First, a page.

We need to make sure that policies are proportionate and balance the respect for privacy with the potential harm. Sophisticated surveillance techniques must be used to deal with severe threats to the public from serious criminals and terrorists. But it is equally important that ordinary, law-abiding people are free to go about their daily lives without fear of intrusion. That is why, last week, the Government launched their public consultation on the use of the Regulation of Investigatory Powers Act—RIPA—explaining and seeking views on which public authorities should be authorised by Parliament to use which covert investigative techniques, and how they can do so in compliance with the law to combat crime and terrorism and to protect public safety, but not to investigate trivial offences, which is not appropriate.

Closed circuit television has been a vital weapon in fighting crime for a number of years, and I shall come to some further related points later. The reassurance that CCTV provides to the law-abiding public is quite evident to me. I live in Hackney, and people there have told me that they like having CCTV covering certain areas, and I think that it is the same across the nation. However, there are accusations of invasion of privacy and, if CCTV is to work effectively, it must be operated in a way that commands the confidence of the community that it is there to serve. The Home Affairs Select Committee made a number of recommendations in respect of CCTV, including the establishment of a national body, the undertaking of further research into the effectiveness of CCTV as a deterrent to crime, the creation of standards to enhance the value of CCTV images and a review of retention periods for CCTV footage. All these important issues will be addressed as part of the work being undertaken by the National CCTV Strategy Programme Board.

The issue of personal privacy and public protection will, rightly, always be a live debate. This Government are committed to making sure that Britain is a safe place to live, while maintaining its long-standing traditions of liberty and privacy. A number of speakers have talked about that, and I assure noble Lords that it is absolutely the view of the Government as well that

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they should be maintained. We will be as open and transparent as possible with the public about what we do and why.

That is why we are launching a public consultation on the way that we maintain our ability to access communications data in the face of a changing world of communications technologies. We will shortly publish a public consultation paper with proposals on a new retention framework to effect the implications of the judgment on DNA in the light of the finding from the judgment and the requirement of the European Court. We will draft regulations for consideration and for submission to Parliament later this year for approval. That point was remarked on by the noble Baronesses, Lady Miller and Lady Hanham. I hope that covers some of those points.

We are establishing a public panel to help us to understand public concerns around ID cards. We will listen to and engage with the public to make sure that we strike the right balance for the continued protection of the country and its citizens.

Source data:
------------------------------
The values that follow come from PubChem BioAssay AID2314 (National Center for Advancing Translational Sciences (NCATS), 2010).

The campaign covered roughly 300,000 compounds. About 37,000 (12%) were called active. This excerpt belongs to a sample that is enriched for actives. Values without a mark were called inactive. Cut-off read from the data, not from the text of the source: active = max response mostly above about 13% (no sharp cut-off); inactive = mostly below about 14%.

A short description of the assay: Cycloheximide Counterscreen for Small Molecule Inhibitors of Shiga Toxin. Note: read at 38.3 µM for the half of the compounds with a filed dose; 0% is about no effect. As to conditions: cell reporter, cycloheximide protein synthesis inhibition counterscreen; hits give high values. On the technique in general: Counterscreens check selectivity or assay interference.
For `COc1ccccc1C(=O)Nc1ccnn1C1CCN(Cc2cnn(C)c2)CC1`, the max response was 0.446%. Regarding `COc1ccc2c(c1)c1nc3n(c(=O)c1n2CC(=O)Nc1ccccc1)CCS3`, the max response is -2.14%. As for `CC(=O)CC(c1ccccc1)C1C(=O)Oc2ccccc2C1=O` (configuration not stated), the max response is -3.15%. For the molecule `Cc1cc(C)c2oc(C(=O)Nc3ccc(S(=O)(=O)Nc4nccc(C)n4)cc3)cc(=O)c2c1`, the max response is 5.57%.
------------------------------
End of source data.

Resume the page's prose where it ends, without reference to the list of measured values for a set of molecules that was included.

Let me touch on some of the specific points that were raised. The noble and gallant Lord, Lord Craig, is quite right that there has not been a detailed look at exactly what benefit CCTV has in reducing crime. That has not been done in a proper, empirical way, although we have a lot of evidence that is not empirical. The national CCTV strategy programme board will be doing a lot more work on this. We know, for example, that ANPR is a very useful tool. We know that CCTV played a key role in the investigation into the London terrorist outrages in the attack on Tiger Tiger and then on the airport in Glasgow. We were almost able to catch the men just before they set off to attack the airport—that is how good we were at using that CCTV and how important it was. Sadly, we just missed them, and so they got there.

The noble and gallant Lord, Lord Craig, also asked about the period for which CSPs are required to retain communication data. The answer is 12 months. I was also asked about the Constitution Committee report on surveillance. We are currently preparing the response, which will be issued very shortly.

The noble and gallant Lord said that crime was not going down. I am always wary of quoting statistics. We all know about statistics—one has to assume that they are correct and, if one is basing things on them, there is no doubt whatever that there has been a major fall in crime since 1997. Overall crime has fallen by 39 per cent, violence by 40 per cent and burglary by 55 per cent. We are facing some challenges in that there seems to be a slight rise again in burglary, but overall those are the sorts of figures that we are talking about.

I touched on the protection of personal data. A specific point was raised about Google Street View. The Information Commissioner has stated that he is satisfied that Google is putting in place adequate safeguards to avoid any risk to the privacy or safety of individuals, including blurring registration plates and faces. Google is also providing access to a mechanism by which anybody can report an image that causes them concern and request for it to be removed, which will then be done.

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I have touched on ensuring how data are kept up to date and secure, stemming from the review on data handling. That was mentioned by the noble and gallant Lord, Lord Craig, my noble friend Lord Soley and a couple of other speakers.